At the age of forty-one, in 1990, I confronted my mother with an explosion of pent up emotions that were so much a part of me. She was desperately upset and explained it all away with the fact that she had been ill. This wasn’t good enough as I felt an anger I had never experienced before; we didn’t talk for around six months. I knew she was hurt and I felt so guilty that I thought I would make my peace with her. The day I planned to turn up and see her, she suddenly, without any apparent illness, died. Again, I was denied a closure – I almost felt that she had planned it.

What I don’t want taken from my story is a feeling of self-pity. What happened, happened to me. If I could choose a life to live it would be the one I have now. My experiences have made me the person I am; most of the time now, I like that person. I know that I am a good, loving and caring mother and in return I am loved and cared for. My husband and I had a fantastic relationship and I have been a sensitive, considerate and compassionate nurse. I have achieved my academic ambitions so far and am still achieving; I have a BA (hons), BSC (Hons), PGCE, MA (Medical Law) and a PhD in Medical Jurisprudence.   

Risinghill played no part in any success I have achieved, it added to the nightmare that was my life. But, I’m glad I had that experience. I ran a busy Accident and Emergency department until my late forties, when I changed career and became a teacher for over ten years. I found teaching a hard and thankless job; I put a lot of myself into my work, and wanted more for the youngsters than they wanted for themselves. They had so many more opportunities than we did, but most seemed to have no interest in grabbing them. I hesitate to suggest it may have been the geographical area I was working in, but the attitudes of the children in the area I lived, including my own children and grandchildren, was a little different.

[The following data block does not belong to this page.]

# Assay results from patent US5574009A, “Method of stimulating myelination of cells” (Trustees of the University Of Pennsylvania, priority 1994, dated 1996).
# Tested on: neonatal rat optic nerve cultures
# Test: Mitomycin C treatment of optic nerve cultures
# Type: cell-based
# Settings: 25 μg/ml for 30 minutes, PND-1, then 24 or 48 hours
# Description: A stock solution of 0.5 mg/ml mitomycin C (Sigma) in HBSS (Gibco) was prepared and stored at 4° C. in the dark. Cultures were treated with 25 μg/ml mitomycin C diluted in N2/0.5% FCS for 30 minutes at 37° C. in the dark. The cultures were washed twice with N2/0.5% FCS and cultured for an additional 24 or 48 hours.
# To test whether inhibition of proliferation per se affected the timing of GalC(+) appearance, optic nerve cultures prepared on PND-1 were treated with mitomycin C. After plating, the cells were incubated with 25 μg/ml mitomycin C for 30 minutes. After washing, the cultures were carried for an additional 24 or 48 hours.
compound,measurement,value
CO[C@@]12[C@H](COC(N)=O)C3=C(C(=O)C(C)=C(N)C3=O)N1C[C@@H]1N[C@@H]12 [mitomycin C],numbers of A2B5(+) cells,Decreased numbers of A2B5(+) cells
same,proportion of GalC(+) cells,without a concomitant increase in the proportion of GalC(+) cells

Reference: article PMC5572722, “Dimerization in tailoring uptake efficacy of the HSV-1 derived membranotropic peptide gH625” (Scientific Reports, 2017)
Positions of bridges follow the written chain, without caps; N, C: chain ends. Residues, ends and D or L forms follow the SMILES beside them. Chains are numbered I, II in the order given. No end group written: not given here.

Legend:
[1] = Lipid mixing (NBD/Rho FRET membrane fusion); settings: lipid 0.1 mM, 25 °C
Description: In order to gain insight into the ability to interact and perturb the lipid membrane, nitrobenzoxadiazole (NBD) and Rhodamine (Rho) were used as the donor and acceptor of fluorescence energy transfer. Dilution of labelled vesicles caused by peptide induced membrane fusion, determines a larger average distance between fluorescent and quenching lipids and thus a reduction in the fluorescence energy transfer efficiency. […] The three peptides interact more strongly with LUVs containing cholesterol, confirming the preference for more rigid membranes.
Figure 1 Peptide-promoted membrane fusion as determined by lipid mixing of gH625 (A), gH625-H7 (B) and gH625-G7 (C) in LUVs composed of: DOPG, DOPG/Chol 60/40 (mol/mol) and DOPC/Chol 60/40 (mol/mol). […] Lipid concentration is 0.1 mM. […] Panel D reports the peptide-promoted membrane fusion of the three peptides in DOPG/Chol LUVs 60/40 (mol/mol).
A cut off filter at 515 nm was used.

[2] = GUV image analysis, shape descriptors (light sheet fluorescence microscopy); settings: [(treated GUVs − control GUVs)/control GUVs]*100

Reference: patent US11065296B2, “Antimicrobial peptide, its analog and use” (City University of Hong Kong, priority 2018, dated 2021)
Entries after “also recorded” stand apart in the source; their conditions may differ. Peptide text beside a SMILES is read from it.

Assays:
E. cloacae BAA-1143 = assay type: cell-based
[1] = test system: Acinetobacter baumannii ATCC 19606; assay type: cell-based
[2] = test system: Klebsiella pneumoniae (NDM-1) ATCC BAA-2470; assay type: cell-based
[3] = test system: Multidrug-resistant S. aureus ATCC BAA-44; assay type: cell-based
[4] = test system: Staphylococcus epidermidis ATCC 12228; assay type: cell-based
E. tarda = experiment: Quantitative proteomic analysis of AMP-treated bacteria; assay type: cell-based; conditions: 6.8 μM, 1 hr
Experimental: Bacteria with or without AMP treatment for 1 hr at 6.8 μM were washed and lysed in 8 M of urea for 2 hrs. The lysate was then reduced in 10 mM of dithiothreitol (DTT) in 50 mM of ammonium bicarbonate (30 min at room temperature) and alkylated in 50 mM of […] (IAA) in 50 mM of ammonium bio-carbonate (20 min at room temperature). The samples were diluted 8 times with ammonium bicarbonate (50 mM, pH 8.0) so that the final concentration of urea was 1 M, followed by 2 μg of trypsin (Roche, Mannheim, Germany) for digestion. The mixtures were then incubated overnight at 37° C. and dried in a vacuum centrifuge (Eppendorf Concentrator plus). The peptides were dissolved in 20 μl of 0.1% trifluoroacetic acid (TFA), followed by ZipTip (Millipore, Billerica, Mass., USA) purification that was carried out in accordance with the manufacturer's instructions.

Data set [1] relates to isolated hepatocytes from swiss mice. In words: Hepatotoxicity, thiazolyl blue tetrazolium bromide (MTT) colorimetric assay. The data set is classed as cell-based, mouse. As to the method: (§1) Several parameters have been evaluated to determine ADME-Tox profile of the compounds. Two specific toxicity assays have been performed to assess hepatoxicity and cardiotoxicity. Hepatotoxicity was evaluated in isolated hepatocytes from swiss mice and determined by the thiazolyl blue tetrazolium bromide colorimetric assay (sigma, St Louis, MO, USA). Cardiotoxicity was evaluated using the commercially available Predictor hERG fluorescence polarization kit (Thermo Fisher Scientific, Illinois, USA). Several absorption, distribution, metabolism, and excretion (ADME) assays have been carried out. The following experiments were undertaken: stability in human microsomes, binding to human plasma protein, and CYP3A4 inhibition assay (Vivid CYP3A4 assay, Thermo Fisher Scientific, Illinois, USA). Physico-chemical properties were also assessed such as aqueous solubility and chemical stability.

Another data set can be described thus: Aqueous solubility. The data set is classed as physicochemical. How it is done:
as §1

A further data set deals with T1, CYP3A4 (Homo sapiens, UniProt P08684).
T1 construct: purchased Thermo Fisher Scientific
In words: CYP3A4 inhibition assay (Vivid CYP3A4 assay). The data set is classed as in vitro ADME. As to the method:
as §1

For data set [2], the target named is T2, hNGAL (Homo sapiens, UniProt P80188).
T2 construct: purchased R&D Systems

You had to be tough to survive the Risinghill years; Mr Duane was a man before his time, and a good man. In my opinion children today have lost that hunger for life, they have so many expensive things bought for them, they are driven everywhere and not encouraged to make their own way in any area of their lives. My granddaughter has been a primary school teacher for three years now, and said to me, ‘the children I teach are only seven and eight years old – I’m not going to make any difference to their lives’. I hope this is not a feeling shared by her peers.